Poppy is a symbol of fertility, remembrance, and sacrifice.  It also symbolises peace, sleep, hope and sacrifice.  Poppy is also the nickname of many a grandfather…

There are many different types of poppies, and all have those delicate petals like tissue paper that are so whimsical and delightful.  They are all carefree and slightly wild at heart.

Each autumn is the right time of the year to think about poppy planting in Australia, and here are the best ones for our climate.

Flanders Poppy(Papaver rhoeas)The fields of France and Belgian were filled with poppies during the First World War.  It’s thought that they were spread by the horses and soldiers churning up the soil, and, whilst you see these around today in among fields of wheat, barley and corn, those years saw displays like no other as large areas turned red with their blooms.After the war ended artificial poppies were made to raise money for disabled veterans by their mates.  This tradition of wearing a poppy on Remembrance Day has continued to this day.


Iceland Poppy (Papaver nudicaule) is sometimes called the Arctic poppy, which is why in Australia we grow it over winter – it simply doesn’t like the heat at all.  It does make a fabulous cut flower, and looks amazing planted en masse with its long hairy stems waving in the breeze, and those coral, pink, salmon, saffron and white flowers held aloft.  If you’re after a field (or simply a pot) of these iconic flowers, plant them from seed or seedling not and you’ll be rejoicing next spring.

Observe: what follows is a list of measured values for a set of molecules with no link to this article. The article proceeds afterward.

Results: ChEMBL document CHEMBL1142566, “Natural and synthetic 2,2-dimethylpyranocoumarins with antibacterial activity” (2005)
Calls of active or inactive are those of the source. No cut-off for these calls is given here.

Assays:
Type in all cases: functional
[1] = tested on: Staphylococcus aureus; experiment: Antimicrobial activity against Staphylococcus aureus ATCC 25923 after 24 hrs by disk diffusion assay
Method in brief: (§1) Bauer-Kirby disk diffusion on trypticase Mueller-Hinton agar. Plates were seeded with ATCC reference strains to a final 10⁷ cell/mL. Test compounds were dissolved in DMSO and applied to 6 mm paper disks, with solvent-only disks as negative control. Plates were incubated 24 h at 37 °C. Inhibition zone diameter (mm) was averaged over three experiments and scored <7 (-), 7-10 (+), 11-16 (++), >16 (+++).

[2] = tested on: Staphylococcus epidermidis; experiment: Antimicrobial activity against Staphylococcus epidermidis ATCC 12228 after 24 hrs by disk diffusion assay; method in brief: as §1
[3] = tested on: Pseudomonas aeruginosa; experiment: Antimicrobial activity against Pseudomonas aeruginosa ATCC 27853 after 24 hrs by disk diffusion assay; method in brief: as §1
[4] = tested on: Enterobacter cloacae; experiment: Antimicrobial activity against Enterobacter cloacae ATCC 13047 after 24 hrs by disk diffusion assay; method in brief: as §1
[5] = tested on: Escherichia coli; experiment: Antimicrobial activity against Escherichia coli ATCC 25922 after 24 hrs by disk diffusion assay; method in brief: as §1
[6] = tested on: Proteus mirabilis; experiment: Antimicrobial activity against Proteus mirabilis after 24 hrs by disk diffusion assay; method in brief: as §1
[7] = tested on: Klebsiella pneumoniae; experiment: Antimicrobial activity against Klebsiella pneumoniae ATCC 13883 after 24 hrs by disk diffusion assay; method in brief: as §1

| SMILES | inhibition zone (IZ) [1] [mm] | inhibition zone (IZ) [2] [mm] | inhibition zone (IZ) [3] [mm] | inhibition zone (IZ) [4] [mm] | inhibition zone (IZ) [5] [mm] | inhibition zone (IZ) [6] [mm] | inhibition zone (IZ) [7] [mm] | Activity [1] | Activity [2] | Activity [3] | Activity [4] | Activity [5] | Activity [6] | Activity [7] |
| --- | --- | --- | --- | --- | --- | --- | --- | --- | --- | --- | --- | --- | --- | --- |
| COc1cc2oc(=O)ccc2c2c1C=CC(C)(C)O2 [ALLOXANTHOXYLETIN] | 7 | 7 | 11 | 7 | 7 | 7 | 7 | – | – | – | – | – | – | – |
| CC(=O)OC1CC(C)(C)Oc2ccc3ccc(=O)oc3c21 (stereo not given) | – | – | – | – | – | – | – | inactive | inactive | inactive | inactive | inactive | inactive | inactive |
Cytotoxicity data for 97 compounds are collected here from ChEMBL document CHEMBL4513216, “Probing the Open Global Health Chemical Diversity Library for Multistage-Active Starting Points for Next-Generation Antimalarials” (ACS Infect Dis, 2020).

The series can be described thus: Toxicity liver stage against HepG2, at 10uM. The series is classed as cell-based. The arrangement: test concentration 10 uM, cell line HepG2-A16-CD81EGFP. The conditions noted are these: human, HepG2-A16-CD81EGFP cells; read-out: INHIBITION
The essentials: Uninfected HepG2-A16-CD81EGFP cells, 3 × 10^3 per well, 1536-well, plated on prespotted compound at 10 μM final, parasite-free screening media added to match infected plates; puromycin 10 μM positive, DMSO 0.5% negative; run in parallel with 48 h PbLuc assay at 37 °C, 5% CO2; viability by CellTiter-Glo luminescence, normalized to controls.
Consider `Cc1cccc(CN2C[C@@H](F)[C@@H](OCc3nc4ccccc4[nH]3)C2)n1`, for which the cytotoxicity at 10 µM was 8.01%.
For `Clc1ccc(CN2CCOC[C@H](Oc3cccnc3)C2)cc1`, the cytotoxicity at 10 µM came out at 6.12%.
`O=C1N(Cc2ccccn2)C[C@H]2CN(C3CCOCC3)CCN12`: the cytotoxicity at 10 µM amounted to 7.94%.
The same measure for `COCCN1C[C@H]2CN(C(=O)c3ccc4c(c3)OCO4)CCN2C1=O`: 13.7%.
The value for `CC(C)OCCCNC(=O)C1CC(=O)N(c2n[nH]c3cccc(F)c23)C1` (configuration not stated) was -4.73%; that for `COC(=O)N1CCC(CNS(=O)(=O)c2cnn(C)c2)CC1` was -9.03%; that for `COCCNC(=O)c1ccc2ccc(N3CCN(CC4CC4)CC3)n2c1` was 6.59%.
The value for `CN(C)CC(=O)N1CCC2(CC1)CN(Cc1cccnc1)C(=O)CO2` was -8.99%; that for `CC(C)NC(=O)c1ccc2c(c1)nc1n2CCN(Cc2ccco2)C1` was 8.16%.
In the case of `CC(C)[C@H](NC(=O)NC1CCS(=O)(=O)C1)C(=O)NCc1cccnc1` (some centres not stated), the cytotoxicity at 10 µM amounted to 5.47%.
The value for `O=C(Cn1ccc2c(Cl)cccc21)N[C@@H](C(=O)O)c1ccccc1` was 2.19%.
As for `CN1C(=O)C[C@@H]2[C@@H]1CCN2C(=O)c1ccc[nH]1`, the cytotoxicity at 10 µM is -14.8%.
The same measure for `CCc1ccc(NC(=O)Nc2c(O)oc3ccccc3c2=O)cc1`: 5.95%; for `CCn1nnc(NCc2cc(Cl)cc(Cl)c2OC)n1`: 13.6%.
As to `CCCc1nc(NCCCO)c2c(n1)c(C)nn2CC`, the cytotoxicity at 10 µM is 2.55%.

Californian Poppy (Eschscholzia californica) belong to a different group, but have the same carefree attitude poppies are famous for.  These are used to growing along the sides of roads, footpaths and self-seeding among other flowers in the garden.  There buttery yellow and golden sunshine-coloured flowers bring a smile to any tired garden – or gardener!  Sow them as seeds direct into the soil and they will look after the rest.


Opium Poppy (Papaver somniferum) is the poppy best known for being made into heroin and other pharmaceutical drugs like codeine and morphine.  Whilst Tasmania does have an industry based around this, the gardening version does not have the same chemical composition – as it best known for its flouncy double and semi double blooms that are often seen in old cottage gardens.  Chefs are, of course, very familiar with this plant, but know it instead for the black seeds used in baked good and orange poppyseed cake!


There are many other types of poppy too.  Some are notoriously tricky (like the Tibetan Blue Poppy) and others are rare but easily grown, like the plume poppy (Maclaya cordata) that we have growing in our display gardens at Macquarie Park.  Ask our green team for help on sowing and planting information, and they may even be able to direct you to some hidden treasures.


By: Meredith Kirton